Lab Girl by Hope Jahren 🍁

Hope Jahren is a geobiologist, studying mostly trees and other plant life. Currently a tenured professor in Hawaii, Jahren looks back on her life in the sciences, starting with her father, a science teacher, taking her to his lab at night and letting her use any equipment she wanted while he worked silently. As a graduate student, Jahren meets Bill, a loner who claims he moved out of his parents’ place at age twelve to live in a hole in the back yard, which he rigged up with electricity and carpeted. Together, in Lab Girl, readers see Jahren and Bill develop a friendship centered on lab work interspersed with short chapters with plant facts.

Lab Girl may be a hard sell because it will attract a certain kind of reader, who is interested enough in science to get through longer descriptions of how a mass spectrometer works, but can also empathize with two weirdos. Those oddballs, Jahren and Bill, are the heart of Lab Girl. The book prioritizes two people we may not normally meet: a bipolar woman in the sciences and a man spending years homeless and alone because it suits his scientific pursuits. Jahren and Bill are a man and woman in a platonic friendship that never crosses the line into something flirty or romantic. People who live non-traditional lives by choice — skipping stability, romance, children, and social lives — are not prioritized in our communities, and Jahren gives voices to the countless people whose families eyeball them at Thanksgiving, wondering when they’re going to finally be like everyone else.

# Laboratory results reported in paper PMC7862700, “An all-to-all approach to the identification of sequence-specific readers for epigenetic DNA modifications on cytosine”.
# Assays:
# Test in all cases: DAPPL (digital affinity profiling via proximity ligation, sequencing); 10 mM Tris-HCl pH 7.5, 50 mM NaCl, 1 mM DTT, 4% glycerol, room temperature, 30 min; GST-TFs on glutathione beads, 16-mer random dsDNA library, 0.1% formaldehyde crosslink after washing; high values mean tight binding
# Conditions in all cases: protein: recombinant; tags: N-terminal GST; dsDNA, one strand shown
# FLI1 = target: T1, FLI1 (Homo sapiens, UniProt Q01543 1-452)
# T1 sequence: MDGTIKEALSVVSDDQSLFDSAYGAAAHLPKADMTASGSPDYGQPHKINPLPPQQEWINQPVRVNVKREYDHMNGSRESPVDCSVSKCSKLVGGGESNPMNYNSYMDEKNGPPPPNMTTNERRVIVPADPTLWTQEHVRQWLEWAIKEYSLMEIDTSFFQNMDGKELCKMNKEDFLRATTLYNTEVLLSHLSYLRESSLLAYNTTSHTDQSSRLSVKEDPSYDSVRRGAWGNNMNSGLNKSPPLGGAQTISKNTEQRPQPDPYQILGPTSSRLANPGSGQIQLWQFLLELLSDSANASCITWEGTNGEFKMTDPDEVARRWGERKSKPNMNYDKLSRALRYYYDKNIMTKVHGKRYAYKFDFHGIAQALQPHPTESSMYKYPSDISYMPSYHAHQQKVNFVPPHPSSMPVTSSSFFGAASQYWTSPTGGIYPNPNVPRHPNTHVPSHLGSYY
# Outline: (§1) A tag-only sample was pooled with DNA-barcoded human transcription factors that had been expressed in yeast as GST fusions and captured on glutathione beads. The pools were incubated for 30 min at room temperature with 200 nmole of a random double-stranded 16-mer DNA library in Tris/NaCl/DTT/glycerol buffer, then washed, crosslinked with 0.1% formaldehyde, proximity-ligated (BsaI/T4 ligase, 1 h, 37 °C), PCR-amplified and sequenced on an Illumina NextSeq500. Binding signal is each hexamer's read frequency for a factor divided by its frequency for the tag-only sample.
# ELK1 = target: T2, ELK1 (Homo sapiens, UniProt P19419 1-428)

While there is a lot of humanity in Lab Girl, you also get science and how it is treated in the U.S. For instance, Jahren explains how new professors are funded for about three years by a college, which gives them time to build something and apply for their own grants. If the new scientist fails to get a grant, things are pretty much over. Especially challenging for Jahren is that she works in what is dubbed the “curiosity sciences,” meaning the end goal is not to come up with a life-saving medicine or produce something that can be marketed and sold. Thus, the funding for these folks is limited and competitive. Beyond money, the chapters explaining plant life make you appreciate that you are walking on millions of seeds, and that seeds must take a gamble and decide the place and time during which they sprout roots will be a good bet for decades. By personifying plants just a smidgen, the author makes the science more relatable to readers who are not especially well-educated, or maybe even uninterested, in the sciences.